9 ways to (quickly) move dead stock
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Items that are sitting on your shelves or cluttering up your stockroom with little prospect of moving are a weight that may be dragging your business down. Here’s why every business owner should make it a priority to shift dead stock – and nine clever ways to do it.
Slow moving stock may seem relatively harmless at first, but there’s a real cost involved in letting it just sit there. First and foremost, it’s a potential cash flow killer: you make money by selling stock, not storing it. It’s also taking up space where fast-moving, profit-producing stock could sit and is a daily reminder of poor purchasing decisions – something you definitely don’t need when trying to run a business.
The good news is there are plenty of ways to move stock that’s been lingering for too long. Roll up your sleeves – here are nine clever ideas to get you started.
Offering staff an incentive for selling hard-to-move stock could be just what’s needed to boost sales. On the other hand, if they lack the product knowledge to make a confident sales pitch, perhaps that’s why they’re struggling to sell. In which case, consider some extra training around the items in question.
Consider relocating slow-moving goods to another outlet – or to a more prominent position in the store or on your website – and adding a discount. Sometimes, putting a deadline into the mix will spark action, too. For example, ‘30% off for 3 days only’. Or how about a ‘money off your next purchase’ or ‘buy one get one free’ deal? A bit of creative thought can go a long way.
Another effective way to move dead stock involves bundling products together to create attractive package deals. For example, say you run a mobile phone accessories business and you’re struggling to shift last year’s range of phone covers. You could try bundling them together with a charger or screen protector to entice more buyers.
These deals represent a win-win for you and your customer. You move more stock and increase your average sales price, while your customer feels like they’re getting added value.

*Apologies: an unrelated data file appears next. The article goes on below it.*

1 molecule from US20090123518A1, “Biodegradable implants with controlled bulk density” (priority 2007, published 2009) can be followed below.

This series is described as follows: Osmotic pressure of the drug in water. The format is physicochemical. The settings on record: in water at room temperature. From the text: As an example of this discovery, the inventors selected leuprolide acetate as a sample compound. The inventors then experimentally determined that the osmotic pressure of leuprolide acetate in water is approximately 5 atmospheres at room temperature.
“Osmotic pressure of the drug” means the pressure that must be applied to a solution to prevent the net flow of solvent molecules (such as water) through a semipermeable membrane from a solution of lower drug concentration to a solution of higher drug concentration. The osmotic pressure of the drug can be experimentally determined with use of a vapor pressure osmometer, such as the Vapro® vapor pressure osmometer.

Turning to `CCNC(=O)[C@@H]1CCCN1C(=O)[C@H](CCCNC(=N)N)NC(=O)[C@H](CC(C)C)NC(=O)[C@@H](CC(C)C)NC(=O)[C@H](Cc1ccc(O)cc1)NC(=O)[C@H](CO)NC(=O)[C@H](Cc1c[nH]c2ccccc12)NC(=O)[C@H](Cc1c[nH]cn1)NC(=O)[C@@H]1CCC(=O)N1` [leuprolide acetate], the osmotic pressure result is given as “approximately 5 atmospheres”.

Perhaps your current market and the product aren’t such a great match. Try listing your hard-to-move items on a sales website such as eBay or Amazon, or a price-comparison site. You could also try selling via your social media channels.
Selling back to your original supplier, even at a discounted rate, may be the best (and quickest) option to inject some cash into your business and keep that all-important working capital cycle moving freely.
If it’s not going to sell, turn dead stock into a promotional opportunity by creating a brand-building giveaway. You could allow entry to the giveaway with a minimum purchase in exchange for subscribing to your email list or as a thank-you for liking your Facebook page.
Another idea for off-loading stagnant stock, which may also help boost business and community relations, is to donate it to a charity or local school. This option has the added bonus of making you feel good.
If you’ve tried and tried to move your dead stock and still no joy, it may be time to cut your losses and kick it to the kerb. When slow-moving stock is taking up space that could be used for items that do sell and you’ve tried every other avenue, it’s best to get rid of it and move forward.
A little effort and imagination can go a long way when it comes to moving dead stock. But, of course, the best remedy is to avoid having it in the first place. To help you in this regard, good stock management is key. Find out more with our helpful guide to controlling your stock purchases.
This information does not take into account your personal circumstances and is general. It is an overview only and should not be considered a comprehensive statement on any matter or relied upon. Consider obtaining personalised advice from a professional financial adviser and your accountant before making any financial decisions in relation to the matters discussed in this article, including when considering tax and finance options for your business.